Don’t call it a soft skill, this stuff is hard

For the people we work with, many of whom are scientists and engineers, communications have long been considered a “soft skill.” That’s code for “not important enough to study.” The irony is that as people in even the most technical fields rise through the ranks, they realize that it’s more important, and a whole lot less “soft” than they thought.

In the newly-released results of the Chapman University Survey of American Fears, researchers found that, 28.4 percent of Americans are afraid or very afraid of public speaking. There are also a lot of undocumented stats out there stating that public speaking is scarier than death and is second only to a fear of flying. Actual soft things like cashmere sweaters and bunnies didn’t even make the list.

So why is a supposedly soft skill so hard?

There are lots of reasons. Fear of being judged, fear of failing, fear of losing control and any number of other anxieties about being vulnerable in front of a group of people all make public speaking pretty scary.

But you can cure your fear.

My Rx: take control, increase your confidence, and vaccinate yourself against the idea of perfectionism.

Take control

Take an organized, logical approach. Think through your goal for your presentation, an important meeting, or any other occasion that calls on you to talk about yourself and your work. Figure out how you’ll get the audience interested on an emotional level, plot the path to your conclusion, and create a narrative thread to tie everything together so you can end with a logical conclusion. Then practice. A lot.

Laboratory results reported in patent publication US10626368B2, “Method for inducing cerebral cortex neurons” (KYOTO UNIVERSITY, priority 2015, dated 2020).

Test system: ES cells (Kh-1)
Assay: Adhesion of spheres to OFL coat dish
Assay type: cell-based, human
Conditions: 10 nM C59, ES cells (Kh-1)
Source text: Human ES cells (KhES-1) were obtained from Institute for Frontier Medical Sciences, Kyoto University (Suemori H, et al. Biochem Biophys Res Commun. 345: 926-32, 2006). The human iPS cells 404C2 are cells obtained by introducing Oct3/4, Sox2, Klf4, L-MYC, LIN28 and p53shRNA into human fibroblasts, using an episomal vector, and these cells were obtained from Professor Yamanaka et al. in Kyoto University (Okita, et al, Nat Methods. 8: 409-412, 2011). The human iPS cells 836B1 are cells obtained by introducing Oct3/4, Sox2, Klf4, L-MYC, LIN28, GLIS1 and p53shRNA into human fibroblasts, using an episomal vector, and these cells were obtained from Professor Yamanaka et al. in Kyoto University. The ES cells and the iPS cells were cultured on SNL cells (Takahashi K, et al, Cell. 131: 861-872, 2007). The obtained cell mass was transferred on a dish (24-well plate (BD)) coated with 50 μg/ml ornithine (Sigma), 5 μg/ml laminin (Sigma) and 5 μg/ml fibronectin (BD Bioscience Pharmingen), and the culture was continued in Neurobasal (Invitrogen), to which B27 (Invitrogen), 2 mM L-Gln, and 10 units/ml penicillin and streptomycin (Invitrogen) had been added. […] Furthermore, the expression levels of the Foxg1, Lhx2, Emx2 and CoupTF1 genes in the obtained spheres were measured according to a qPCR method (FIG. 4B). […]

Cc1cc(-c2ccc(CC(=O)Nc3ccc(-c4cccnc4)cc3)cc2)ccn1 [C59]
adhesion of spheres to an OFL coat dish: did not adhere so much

You choose what information you include and how to present it. You deliver it. That’s control.

Increase your confidence

Think about what your audience is going to ask. Come up with questions and answers about your main points and your presentation as a whole. Be ready. Know what to do if they ask for information you don’t have. Know what you’ll say when you get those questions that are off-topic. Know how to positively handle anything the audience throws at you and keep the focus on your goal. Practice these too.

Know your stuff, and know you’re ready for the audience. That’s confidence.

Vaccinate against perfectionism

As for that vaccine against perfectionism, you can get that here .

Because once you know there’s no such thing as perfect, you can relax and do the hard work to be fantastic. That’s perfect.

 

 

Photo Credit: Ross Little (Flickr) [CC BY-SA 2.0 (http://creativecommons.org/licenses/by-sa/2.0)], via Wikimedia Commons

 

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